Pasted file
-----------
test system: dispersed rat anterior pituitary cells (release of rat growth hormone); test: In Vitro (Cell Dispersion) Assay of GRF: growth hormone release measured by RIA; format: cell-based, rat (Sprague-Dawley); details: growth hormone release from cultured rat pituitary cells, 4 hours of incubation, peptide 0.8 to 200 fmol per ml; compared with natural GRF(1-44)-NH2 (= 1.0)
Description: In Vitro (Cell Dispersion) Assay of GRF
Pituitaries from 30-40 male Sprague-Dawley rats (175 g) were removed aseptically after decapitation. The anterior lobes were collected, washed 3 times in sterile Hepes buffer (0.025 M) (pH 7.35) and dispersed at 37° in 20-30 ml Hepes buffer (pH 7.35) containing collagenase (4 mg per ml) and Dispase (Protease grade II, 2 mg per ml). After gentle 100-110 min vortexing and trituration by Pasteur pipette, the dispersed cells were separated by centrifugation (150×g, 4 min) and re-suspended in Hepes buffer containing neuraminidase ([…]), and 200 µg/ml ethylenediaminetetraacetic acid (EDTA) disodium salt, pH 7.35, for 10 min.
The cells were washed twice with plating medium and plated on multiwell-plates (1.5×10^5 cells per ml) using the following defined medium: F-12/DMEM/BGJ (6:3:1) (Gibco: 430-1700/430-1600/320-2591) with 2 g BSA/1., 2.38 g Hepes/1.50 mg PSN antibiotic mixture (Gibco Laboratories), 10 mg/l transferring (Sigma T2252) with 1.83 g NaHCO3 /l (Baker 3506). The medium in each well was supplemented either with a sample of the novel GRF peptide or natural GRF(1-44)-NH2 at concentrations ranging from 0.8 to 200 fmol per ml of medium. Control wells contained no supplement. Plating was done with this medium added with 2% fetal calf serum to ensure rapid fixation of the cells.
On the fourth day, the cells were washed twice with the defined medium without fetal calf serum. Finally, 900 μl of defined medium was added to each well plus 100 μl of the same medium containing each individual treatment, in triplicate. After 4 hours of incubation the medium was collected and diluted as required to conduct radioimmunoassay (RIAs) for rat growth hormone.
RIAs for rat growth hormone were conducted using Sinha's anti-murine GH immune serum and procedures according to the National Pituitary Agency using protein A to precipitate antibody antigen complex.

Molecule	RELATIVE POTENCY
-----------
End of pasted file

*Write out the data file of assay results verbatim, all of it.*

test system: dispersed rat anterior pituitary cells (release of rat growth hormone); test: In Vitro (Cell Dispersion) Assay of GRF: growth hormone release measured by RIA; format: cell-based, rat (Sprague-Dawley); details: growth hormone release from cultured rat pituitary cells, 4 hours of incubation, peptide 0.8 to 200 fmol per ml; compared with natural GRF(1-44)-NH2 (= 1.0)
Description: In Vitro (Cell Dispersion) Assay of GRF
Pituitaries from 30-40 male Sprague-Dawley rats (175 g) were removed aseptically after decapitation. The anterior lobes were collected, washed 3 times in sterile Hepes buffer (0.025 M) (pH 7.35) and dispersed at 37° in 20-30 ml Hepes buffer (pH 7.35) containing collagenase (4 mg per ml) and Dispase (Protease grade II, 2 mg per ml). After gentle 100-110 min vortexing and trituration by Pasteur pipette, the dispersed cells were separated by centrifugation (150×g, 4 min) and re-suspended in Hepes buffer containing neuraminidase ([…]), and 200 µg/ml ethylenediaminetetraacetic acid (EDTA) disodium salt, pH 7.35, for 10 min.
The cells were washed twice with plating medium and plated on multiwell-plates (1.5×10^5 cells per ml) using the following defined medium: F-12/DMEM/BGJ (6:3:1) (Gibco: 430-1700/430-1600/320-2591) with 2 g BSA/1., 2.38 g Hepes/1.50 mg PSN antibiotic mixture (Gibco Laboratories), 10 mg/l transferring (Sigma T2252) with 1.83 g NaHCO3 /l (Baker 3506). The medium in each well was supplemented either with a sample of the novel GRF peptide or natural GRF(1-44)-NH2 at concentrations ranging from 0.8 to 200 fmol per ml of medium. Control wells contained no supplement. Plating was done with this medium added with 2% fetal calf serum to ensure rapid fixation of the cells.
On the fourth day, the cells were washed twice with the defined medium without fetal calf serum. Finally, 900 μl of defined medium was added to each well plus 100 μl of the same medium containing each individual treatment, in triplicate. After 4 hours of incubation the medium was collected and diluted as required to conduct radioimmunoassay (RIAs) for rat growth hormone.
RIAs for rat growth hormone were conducted using Sinha's anti-murine GH immune serum and procedures according to the National Pituitary Agency using protein A to precipitate antibody antigen complex.

Molecule	RELATIVE POTENCY